Nearly given up for dead a few years ago, Michigan’s automakers have come roaring back and are leading one of the strongest state economic recoveries in the nation.
Today, General Motors Co., Ford Motor Co. and Chrysler LLC are churning out billions of dollars in profits and are hiring thousands of workers.
But we’ve seen this narrative before. The highly cyclical auto industry gives Michigan a few good years and then inflicts severe pain on the state in the inevitable next recession.
Will it be any different this time? Will Michigan again pay a steep price for its century-long love affair with the auto industry?
Those questions are worth considering because Michigan is in the fourth year of an economic recovery that seems to be losing some steam.
Michigan added 47,300 jobs last year after gaining 72,300 jobs in 2011. University of Michigan economists are predicting roughly the same number of jobs will be added this year as in 2012.
No one can predict exactly when the next recession will hit. Spiking energy prices, financial crises and other economic shocks that economists usually can’t forecast with any sort of precision have triggered recent downturns.
But some experts say Michigan’s restructured automakers are better positioned to weather an economic storm than they’ve been in decades.
They’ve trimmed excess production capacity, cut labor costs and are building top-quality cars and trucks.
Barring unforeseen events, the Detroit Three automakers could remain healthy for years, experts say.
“The domestic automakers are structured to break even with industry sales of 10 million or 11 million vehicles a year,” said Paul Traub, an economist at the Detroit branch of the Chicago Federal Reserve Bank. “So if sales stay at around the 15 million mark, they could do quite well for a number of years.”
And that’s just what many are forecasting. U.S. auto sales are expected to run between 14.9 million and 15.7 million vehicles annually through 2022, according the Center for Automotive Research in Ann Arbor.
Others are more optimistic. R.L. Polk & Co. recently predicted U.S. auto sales would reach 16 million vehicles by 2015. Automakers haven’t sold that many vehicles in the United States since 2007.
Household wealth is growing again, giving consumers more money to buy new cars and trucks, according to CAR.
“Low interest rates on new-vehicle loans, along with record-high used car prices, also drive the new-car market to grow at a faster rate than the overall economy,” said Sean McAlinden, CAR’s chief economist.
Another reason consumers are buying more cars is that they’ve been hanging on to their old vehicles for so long that they’re wearing out.
The average age of cars and light trucks last year was a record 10.8 years, according to R.L. Polk.
That’s created a huge pent-up demand for new vehicles, which Traub estimated at about 2 million new cars and trucks likely to be purchased over the next several years.
Auto manufacturing and parts output in Michigan fell from 7 percent of state gross domestic product in 2001 to 4.2 percent in 2010, according to the latest federal data.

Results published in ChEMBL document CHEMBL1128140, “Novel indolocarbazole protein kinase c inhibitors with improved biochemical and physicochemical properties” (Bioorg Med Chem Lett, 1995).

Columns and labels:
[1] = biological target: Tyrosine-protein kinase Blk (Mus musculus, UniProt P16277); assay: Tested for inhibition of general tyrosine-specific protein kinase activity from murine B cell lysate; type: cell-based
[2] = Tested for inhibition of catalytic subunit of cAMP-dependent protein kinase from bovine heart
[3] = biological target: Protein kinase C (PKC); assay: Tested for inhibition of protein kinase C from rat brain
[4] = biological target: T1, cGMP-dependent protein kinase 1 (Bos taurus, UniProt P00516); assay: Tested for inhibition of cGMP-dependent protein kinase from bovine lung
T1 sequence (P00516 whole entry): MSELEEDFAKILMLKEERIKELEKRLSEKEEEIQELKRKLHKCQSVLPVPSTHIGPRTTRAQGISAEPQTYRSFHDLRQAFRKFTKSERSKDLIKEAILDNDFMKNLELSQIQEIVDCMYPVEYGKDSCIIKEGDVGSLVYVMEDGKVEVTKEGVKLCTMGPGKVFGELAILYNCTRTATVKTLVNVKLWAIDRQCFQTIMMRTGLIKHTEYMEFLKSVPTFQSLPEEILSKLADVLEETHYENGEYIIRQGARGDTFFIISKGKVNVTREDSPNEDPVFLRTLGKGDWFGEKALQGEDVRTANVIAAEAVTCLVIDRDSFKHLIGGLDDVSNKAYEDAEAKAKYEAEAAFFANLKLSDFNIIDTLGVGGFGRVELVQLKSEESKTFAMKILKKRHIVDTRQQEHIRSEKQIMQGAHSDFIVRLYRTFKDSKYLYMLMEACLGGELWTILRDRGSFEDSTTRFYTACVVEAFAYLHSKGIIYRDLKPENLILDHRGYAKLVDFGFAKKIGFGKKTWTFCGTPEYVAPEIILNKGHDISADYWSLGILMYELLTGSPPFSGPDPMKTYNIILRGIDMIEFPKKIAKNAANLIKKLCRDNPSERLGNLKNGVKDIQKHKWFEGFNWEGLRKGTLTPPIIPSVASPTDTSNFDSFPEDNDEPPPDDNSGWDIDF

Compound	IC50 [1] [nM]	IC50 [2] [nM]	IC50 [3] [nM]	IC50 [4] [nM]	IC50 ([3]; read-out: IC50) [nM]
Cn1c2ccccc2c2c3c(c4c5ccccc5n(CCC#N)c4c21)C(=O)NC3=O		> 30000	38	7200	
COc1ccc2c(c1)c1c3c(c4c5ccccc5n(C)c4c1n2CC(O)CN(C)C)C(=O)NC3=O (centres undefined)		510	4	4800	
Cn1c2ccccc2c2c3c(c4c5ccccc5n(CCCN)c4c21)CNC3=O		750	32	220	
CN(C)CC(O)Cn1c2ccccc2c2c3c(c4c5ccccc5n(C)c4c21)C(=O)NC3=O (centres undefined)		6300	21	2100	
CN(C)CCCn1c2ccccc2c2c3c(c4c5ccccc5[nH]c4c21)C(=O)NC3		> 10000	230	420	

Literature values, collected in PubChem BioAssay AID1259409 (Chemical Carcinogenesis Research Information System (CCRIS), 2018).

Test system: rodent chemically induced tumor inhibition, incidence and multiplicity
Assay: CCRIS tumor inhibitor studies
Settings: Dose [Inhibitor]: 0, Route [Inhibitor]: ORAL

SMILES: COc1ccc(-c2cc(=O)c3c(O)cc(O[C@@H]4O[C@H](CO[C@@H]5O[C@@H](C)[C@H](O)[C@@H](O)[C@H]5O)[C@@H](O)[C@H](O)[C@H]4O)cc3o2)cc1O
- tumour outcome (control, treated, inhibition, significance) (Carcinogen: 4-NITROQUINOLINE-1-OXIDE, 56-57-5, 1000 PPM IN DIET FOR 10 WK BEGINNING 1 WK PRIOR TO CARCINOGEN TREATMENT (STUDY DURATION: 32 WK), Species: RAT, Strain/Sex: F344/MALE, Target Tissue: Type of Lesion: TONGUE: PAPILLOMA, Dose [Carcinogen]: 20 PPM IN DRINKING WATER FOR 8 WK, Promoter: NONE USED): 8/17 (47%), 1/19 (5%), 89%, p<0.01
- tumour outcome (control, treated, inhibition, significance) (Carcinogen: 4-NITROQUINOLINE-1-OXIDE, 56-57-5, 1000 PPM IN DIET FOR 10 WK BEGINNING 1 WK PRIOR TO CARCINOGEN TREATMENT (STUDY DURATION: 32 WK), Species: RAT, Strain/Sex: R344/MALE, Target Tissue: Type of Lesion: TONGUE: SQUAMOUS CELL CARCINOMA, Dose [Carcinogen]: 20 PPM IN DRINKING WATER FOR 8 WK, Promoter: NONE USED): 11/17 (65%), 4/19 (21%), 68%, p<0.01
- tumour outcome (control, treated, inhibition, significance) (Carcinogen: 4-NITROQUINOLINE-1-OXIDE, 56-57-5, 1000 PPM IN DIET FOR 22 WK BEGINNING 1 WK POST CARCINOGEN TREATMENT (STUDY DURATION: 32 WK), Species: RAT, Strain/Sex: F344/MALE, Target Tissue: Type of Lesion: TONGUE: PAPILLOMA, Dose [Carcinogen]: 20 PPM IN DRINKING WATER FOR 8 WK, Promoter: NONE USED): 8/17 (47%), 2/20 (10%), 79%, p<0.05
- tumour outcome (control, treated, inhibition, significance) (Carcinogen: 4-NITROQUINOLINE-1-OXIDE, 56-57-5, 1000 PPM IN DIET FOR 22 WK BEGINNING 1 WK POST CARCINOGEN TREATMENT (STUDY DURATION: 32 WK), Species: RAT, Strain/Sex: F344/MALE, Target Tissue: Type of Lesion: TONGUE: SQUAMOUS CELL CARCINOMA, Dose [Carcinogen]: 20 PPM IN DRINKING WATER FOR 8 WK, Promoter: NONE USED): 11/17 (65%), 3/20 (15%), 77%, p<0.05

But experts say the industry likely has since recovered to at least its share of the state economy in 2001.
And by that measure, Michigan’s economy hasn’t diversified much over the past decade.
While some experts say Michigan will lag the nation in prosperity because of a lack of knowledge-industry jobs, George Erickcek, a senior regional economist at the Upjohn Institute for Employment Research in Kalamazoo, said putting so many eggs in the auto industry’s basket isn’t such a bad thing.
“This is a really wonderful basket,” he said. “It has high-skilled jobs and it makes a product that is not going away. I think it’s going to be a long time before you and I decide we want to travel solely by mass transit.”
States covet auto and manufacturing jobs, in part, because of their ability to create jobs in other areas. The spin-off effect of a manufacturing job ranges from three to seven additional jobs, depending on the type of manufacturing.
A service job typically creates only about seven-tenths of an additional job, Erickcek said.
But job growth in the auto industry has been suppressed because of strong productivity, a trend some experts say is likely to continue.
In 2009, U.S. automakers and parts manufacturers produced 9.98 vehicles per worker, according to CAR. By last year, that they were producing a record 14.92 vehicles per worker.
Nevertheless, Erickcek said he sees Michigan continuing to be inextricably linked to the auto industry.
“Let’s be honest about it,” he said. “The state of Michigan has been designed to build cars. It’s still a big industry that we don’t want to give up.”
Rick Haglund has had a distinguished career covering Michigan business, economics and government at newspapers throughout the state. Most recently, at Booth Newspapers he wrote a statewide business column and was one of only three such columnists in Michigan. He also covered the auto industry and Michigan’s economy extensively.